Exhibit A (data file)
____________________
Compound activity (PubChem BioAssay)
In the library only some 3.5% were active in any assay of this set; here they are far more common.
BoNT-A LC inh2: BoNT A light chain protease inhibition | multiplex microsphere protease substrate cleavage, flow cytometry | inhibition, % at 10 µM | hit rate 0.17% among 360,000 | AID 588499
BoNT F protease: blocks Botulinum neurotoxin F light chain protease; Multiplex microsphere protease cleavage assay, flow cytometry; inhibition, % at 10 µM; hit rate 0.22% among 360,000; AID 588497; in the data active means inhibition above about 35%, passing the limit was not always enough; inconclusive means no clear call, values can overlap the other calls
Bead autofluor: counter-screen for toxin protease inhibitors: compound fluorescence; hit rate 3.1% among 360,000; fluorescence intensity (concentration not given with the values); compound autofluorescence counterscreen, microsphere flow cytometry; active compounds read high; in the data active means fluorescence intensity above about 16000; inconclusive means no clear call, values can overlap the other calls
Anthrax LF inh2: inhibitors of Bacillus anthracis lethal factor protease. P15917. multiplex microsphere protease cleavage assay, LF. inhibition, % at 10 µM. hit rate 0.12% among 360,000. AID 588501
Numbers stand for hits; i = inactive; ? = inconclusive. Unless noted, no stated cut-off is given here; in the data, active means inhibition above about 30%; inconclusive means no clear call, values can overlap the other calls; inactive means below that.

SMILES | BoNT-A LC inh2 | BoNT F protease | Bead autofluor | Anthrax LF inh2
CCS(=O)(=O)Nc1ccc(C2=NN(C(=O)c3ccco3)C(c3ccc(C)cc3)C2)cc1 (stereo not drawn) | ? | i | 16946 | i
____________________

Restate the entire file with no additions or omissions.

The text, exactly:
Compound activity (PubChem BioAssay)
In the library only some 3.5% were active in any assay of this set; here they are far more common.
BoNT-A LC inh2: BoNT A light chain protease inhibition | multiplex microsphere protease substrate cleavage, flow cytometry | inhibition, % at 10 µM | hit rate 0.17% among 360,000 | AID 588499
BoNT F protease: blocks Botulinum neurotoxin F light chain protease; Multiplex microsphere protease cleavage assay, flow cytometry; inhibition, % at 10 µM; hit rate 0.22% among 360,000; AID 588497; in the data active means inhibition above about 35%, passing the limit was not always enough; inconclusive means no clear call, values can overlap the other calls
Bead autofluor: counter-screen for toxin protease inhibitors: compound fluorescence; hit rate 3.1% among 360,000; fluorescence intensity (concentration not given with the values); compound autofluorescence counterscreen, microsphere flow cytometry; active compounds read high; in the data active means fluorescence intensity above about 16000; inconclusive means no clear call, values can overlap the other calls
Anthrax LF inh2: inhibitors of Bacillus anthracis lethal factor protease. P15917. multiplex microsphere protease cleavage assay, LF. inhibition, % at 10 µM. hit rate 0.12% among 360,000. AID 588501
Numbers stand for hits; i = inactive; ? = inconclusive. Unless noted, no stated cut-off is given here; in the data, active means inhibition above about 30%; inconclusive means no clear call, values can overlap the other calls; inactive means below that.

SMILES | BoNT-A LC inh2 | BoNT F protease | Bead autofluor | Anthrax LF inh2
CCS(=O)(=O)Nc1ccc(C2=NN(C(=O)c3ccco3)C(c3ccc(C)cc3)C2)cc1 (stereo not drawn) | ? | i | 16946 | i